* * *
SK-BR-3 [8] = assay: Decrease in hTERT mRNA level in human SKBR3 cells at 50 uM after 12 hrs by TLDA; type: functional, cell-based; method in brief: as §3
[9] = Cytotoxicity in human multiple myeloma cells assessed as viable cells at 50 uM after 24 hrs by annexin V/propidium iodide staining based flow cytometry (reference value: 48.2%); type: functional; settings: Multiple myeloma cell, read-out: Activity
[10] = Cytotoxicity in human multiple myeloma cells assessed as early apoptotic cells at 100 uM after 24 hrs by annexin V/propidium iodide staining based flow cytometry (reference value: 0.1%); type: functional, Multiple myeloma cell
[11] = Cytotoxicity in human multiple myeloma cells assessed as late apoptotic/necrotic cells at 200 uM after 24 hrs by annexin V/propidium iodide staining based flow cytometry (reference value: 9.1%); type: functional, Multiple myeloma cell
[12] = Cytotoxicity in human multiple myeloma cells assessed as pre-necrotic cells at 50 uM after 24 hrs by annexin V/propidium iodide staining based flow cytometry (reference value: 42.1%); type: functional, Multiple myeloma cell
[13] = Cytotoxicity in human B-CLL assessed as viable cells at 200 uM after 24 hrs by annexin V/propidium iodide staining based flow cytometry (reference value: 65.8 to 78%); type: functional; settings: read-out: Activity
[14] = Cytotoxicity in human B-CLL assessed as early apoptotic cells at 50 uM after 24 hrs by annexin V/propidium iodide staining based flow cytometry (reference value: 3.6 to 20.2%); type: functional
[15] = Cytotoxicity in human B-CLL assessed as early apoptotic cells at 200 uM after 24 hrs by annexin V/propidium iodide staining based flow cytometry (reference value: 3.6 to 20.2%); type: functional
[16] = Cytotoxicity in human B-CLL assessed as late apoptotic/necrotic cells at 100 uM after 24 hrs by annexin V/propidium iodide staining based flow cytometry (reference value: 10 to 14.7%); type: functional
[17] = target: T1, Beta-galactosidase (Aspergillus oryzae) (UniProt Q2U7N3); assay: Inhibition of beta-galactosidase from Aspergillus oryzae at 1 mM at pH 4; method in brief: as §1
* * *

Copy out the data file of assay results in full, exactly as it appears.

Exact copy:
SK-BR-3 [8] = assay: Decrease in hTERT mRNA level in human SKBR3 cells at 50 uM after 12 hrs by TLDA; type: functional, cell-based; method in brief: as §3
[9] = Cytotoxicity in human multiple myeloma cells assessed as viable cells at 50 uM after 24 hrs by annexin V/propidium iodide staining based flow cytometry (reference value: 48.2%); type: functional; settings: Multiple myeloma cell, read-out: Activity
[10] = Cytotoxicity in human multiple myeloma cells assessed as early apoptotic cells at 100 uM after 24 hrs by annexin V/propidium iodide staining based flow cytometry (reference value: 0.1%); type: functional, Multiple myeloma cell
[11] = Cytotoxicity in human multiple myeloma cells assessed as late apoptotic/necrotic cells at 200 uM after 24 hrs by annexin V/propidium iodide staining based flow cytometry (reference value: 9.1%); type: functional, Multiple myeloma cell
[12] = Cytotoxicity in human multiple myeloma cells assessed as pre-necrotic cells at 50 uM after 24 hrs by annexin V/propidium iodide staining based flow cytometry (reference value: 42.1%); type: functional, Multiple myeloma cell
[13] = Cytotoxicity in human B-CLL assessed as viable cells at 200 uM after 24 hrs by annexin V/propidium iodide staining based flow cytometry (reference value: 65.8 to 78%); type: functional; settings: read-out: Activity
[14] = Cytotoxicity in human B-CLL assessed as early apoptotic cells at 50 uM after 24 hrs by annexin V/propidium iodide staining based flow cytometry (reference value: 3.6 to 20.2%); type: functional
[15] = Cytotoxicity in human B-CLL assessed as early apoptotic cells at 200 uM after 24 hrs by annexin V/propidium iodide staining based flow cytometry (reference value: 3.6 to 20.2%); type: functional
[16] = Cytotoxicity in human B-CLL assessed as late apoptotic/necrotic cells at 100 uM after 24 hrs by annexin V/propidium iodide staining based flow cytometry (reference value: 10 to 14.7%); type: functional
[17] = target: T1, Beta-galactosidase (Aspergillus oryzae) (UniProt Q2U7N3); assay: Inhibition of beta-galactosidase from Aspergillus oryzae at 1 mM at pH 4; method in brief: as §1